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Methodist in the Media
Tick-Induced Allergy Keeps Fremont Meatpacking Company Worker From Eating Red MeatPublished: Aug. 1, 2022
Photo courtesy: Omaha World-Herald
Lana Brodersen was just about to crawl into bed in her camper around 11 p.m. June 11 when she broke out in hives from head to toe.
Her husband, Brodie Brodersen, drove her the roughly 10 minutes from their campsite west of Fremont to Methodist Fremont Health. She made it through the first set of double doors to the emergency room but collapsed before she could get through the second pair.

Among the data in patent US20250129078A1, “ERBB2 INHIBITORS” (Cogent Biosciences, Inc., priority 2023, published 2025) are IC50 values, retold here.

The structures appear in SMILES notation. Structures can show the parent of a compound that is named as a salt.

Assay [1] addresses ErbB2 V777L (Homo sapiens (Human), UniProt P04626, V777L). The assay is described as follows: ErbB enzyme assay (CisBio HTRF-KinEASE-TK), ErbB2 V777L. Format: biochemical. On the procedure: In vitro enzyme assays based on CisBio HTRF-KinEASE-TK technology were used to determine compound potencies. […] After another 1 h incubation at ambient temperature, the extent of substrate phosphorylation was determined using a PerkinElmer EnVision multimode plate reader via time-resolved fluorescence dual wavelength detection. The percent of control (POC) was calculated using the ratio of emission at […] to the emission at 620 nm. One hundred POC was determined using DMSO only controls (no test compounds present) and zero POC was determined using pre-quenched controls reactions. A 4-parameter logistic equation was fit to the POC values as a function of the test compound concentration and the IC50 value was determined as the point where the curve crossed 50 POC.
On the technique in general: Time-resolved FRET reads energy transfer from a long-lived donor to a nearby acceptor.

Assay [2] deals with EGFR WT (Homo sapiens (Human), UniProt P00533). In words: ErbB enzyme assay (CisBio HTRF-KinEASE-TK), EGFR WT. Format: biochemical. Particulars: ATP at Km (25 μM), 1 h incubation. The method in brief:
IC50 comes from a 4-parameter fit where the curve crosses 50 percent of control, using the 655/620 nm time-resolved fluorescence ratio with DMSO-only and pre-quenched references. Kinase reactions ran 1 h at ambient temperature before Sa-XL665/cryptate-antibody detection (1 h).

She later learned that she had gone into anaphylactic shock, a severe allergic reaction that can be deadly if not treated quickly.
At her children's urging, she made an appointment with Dr. Brian Kelly, an allergist and immunologist with Midwest Allergy and Asthma Clinic.
A blood test detected antibodies known as immunoglobulin E, or IgE, to the alpha-gal sugar, formally known as galactose-alpha-1,3-galactose. It's found in most mammals, but not in birds, fish, reptiles or humans. The positive test, and Brodersen's history of tick bites, Kelly said, confirmed that she has the syndrome.
Omaha World-Herald: Tick-Induced Allergy Keeps Fremont Meatpacking Company Worker From Eating Red Meat